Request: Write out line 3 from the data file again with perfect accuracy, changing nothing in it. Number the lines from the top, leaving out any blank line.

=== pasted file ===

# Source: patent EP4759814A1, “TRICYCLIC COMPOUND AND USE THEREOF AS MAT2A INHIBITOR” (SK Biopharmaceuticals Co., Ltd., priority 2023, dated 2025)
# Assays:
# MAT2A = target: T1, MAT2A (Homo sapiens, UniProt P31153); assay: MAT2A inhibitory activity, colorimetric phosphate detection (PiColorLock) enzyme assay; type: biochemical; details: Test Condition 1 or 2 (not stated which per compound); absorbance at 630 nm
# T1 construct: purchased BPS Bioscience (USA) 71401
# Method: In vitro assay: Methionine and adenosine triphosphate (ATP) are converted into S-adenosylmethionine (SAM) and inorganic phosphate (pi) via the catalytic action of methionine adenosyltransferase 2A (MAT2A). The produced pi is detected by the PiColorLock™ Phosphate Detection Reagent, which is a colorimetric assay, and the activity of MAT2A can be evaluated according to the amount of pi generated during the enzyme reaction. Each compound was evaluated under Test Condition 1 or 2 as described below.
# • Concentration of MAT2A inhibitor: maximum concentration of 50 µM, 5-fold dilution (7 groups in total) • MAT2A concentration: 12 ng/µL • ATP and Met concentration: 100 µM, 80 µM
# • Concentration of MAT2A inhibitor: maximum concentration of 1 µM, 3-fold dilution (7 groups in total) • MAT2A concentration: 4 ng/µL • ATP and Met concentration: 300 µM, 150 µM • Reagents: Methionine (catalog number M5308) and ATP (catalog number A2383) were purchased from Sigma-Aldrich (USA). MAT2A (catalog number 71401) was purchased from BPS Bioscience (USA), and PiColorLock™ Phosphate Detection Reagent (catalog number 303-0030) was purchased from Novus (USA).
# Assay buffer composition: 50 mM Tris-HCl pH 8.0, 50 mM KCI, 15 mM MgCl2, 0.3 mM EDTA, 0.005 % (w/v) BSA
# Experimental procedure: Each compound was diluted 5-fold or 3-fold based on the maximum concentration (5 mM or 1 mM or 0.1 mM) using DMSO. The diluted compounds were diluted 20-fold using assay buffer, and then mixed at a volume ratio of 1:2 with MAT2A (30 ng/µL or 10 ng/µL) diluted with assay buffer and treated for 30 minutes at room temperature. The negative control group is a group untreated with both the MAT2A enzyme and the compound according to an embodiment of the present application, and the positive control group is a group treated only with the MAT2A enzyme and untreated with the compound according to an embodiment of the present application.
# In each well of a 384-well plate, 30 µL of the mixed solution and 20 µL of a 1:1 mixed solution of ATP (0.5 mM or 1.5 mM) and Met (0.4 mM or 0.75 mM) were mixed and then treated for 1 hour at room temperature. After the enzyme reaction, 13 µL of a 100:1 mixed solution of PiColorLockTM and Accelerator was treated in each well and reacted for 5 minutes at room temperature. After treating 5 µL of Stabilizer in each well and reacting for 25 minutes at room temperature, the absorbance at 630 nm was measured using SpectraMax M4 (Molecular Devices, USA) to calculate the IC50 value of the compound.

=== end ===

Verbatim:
# MAT2A = target: T1, MAT2A (Homo sapiens, UniProt P31153); assay: MAT2A inhibitory activity, colorimetric phosphate detection (PiColorLock) enzyme assay; type: biochemical; details: Test Condition 1 or 2 (not stated which per compound); absorbance at 630 nm